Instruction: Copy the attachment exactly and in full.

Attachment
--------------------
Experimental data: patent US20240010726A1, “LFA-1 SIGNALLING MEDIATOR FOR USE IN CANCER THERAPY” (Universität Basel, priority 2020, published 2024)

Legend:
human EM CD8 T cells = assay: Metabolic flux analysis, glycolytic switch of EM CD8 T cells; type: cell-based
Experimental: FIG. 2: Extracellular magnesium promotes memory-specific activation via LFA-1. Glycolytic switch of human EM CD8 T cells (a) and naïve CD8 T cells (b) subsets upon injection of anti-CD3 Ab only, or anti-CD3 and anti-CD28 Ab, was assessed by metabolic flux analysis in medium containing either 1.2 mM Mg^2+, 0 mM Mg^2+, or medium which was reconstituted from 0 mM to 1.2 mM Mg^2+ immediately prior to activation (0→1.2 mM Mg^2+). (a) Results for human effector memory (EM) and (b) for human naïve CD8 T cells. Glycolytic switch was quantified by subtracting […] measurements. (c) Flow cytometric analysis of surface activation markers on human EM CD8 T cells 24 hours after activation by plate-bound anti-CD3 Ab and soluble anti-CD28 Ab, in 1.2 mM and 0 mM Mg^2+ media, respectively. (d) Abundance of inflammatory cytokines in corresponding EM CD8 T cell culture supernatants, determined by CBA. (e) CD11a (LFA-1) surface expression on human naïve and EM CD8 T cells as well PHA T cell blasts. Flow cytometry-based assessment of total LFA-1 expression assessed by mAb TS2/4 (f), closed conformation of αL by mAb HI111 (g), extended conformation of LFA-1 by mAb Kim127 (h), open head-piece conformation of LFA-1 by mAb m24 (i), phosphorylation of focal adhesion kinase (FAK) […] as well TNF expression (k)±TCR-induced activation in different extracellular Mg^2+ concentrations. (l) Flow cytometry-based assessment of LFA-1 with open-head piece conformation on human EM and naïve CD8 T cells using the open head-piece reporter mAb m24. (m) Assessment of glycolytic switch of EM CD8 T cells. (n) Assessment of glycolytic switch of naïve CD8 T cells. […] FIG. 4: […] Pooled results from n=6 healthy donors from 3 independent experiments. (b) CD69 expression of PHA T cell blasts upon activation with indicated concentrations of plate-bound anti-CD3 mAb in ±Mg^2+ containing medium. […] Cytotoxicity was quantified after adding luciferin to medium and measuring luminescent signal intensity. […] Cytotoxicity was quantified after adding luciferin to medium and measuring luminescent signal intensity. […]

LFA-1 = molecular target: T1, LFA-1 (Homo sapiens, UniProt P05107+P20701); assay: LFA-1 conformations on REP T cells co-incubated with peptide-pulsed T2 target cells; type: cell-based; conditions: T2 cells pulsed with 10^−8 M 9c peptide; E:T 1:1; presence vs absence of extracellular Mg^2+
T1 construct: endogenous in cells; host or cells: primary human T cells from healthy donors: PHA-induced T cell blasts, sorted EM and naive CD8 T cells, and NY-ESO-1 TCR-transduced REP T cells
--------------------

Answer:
Experimental data: patent US20240010726A1, “LFA-1 SIGNALLING MEDIATOR FOR USE IN CANCER THERAPY” (Universität Basel, priority 2020, published 2024)

Legend:
human EM CD8 T cells = assay: Metabolic flux analysis, glycolytic switch of EM CD8 T cells; type: cell-based
Experimental: FIG. 2: Extracellular magnesium promotes memory-specific activation via LFA-1. Glycolytic switch of human EM CD8 T cells (a) and naïve CD8 T cells (b) subsets upon injection of anti-CD3 Ab only, or anti-CD3 and anti-CD28 Ab, was assessed by metabolic flux analysis in medium containing either 1.2 mM Mg^2+, 0 mM Mg^2+, or medium which was reconstituted from 0 mM to 1.2 mM Mg^2+ immediately prior to activation (0→1.2 mM Mg^2+). (a) Results for human effector memory (EM) and (b) for human naïve CD8 T cells. Glycolytic switch was quantified by subtracting […] measurements. (c) Flow cytometric analysis of surface activation markers on human EM CD8 T cells 24 hours after activation by plate-bound anti-CD3 Ab and soluble anti-CD28 Ab, in 1.2 mM and 0 mM Mg^2+ media, respectively. (d) Abundance of inflammatory cytokines in corresponding EM CD8 T cell culture supernatants, determined by CBA. (e) CD11a (LFA-1) surface expression on human naïve and EM CD8 T cells as well PHA T cell blasts. Flow cytometry-based assessment of total LFA-1 expression assessed by mAb TS2/4 (f), closed conformation of αL by mAb HI111 (g), extended conformation of LFA-1 by mAb Kim127 (h), open head-piece conformation of LFA-1 by mAb m24 (i), phosphorylation of focal adhesion kinase (FAK) […] as well TNF expression (k)±TCR-induced activation in different extracellular Mg^2+ concentrations. (l) Flow cytometry-based assessment of LFA-1 with open-head piece conformation on human EM and naïve CD8 T cells using the open head-piece reporter mAb m24. (m) Assessment of glycolytic switch of EM CD8 T cells. (n) Assessment of glycolytic switch of naïve CD8 T cells. […] FIG. 4: […] Pooled results from n=6 healthy donors from 3 independent experiments. (b) CD69 expression of PHA T cell blasts upon activation with indicated concentrations of plate-bound anti-CD3 mAb in ±Mg^2+ containing medium. […] Cytotoxicity was quantified after adding luciferin to medium and measuring luminescent signal intensity. […] Cytotoxicity was quantified after adding luciferin to medium and measuring luminescent signal intensity. […]

LFA-1 = molecular target: T1, LFA-1 (Homo sapiens, UniProt P05107+P20701); assay: LFA-1 conformations on REP T cells co-incubated with peptide-pulsed T2 target cells; type: cell-based; conditions: T2 cells pulsed with 10^−8 M 9c peptide; E:T 1:1; presence vs absence of extracellular Mg^2+
T1 construct: endogenous in cells; host or cells: primary human T cells from healthy donors: PHA-induced T cell blasts, sorted EM and naive CD8 T cells, and NY-ESO-1 TCR-transduced REP T cells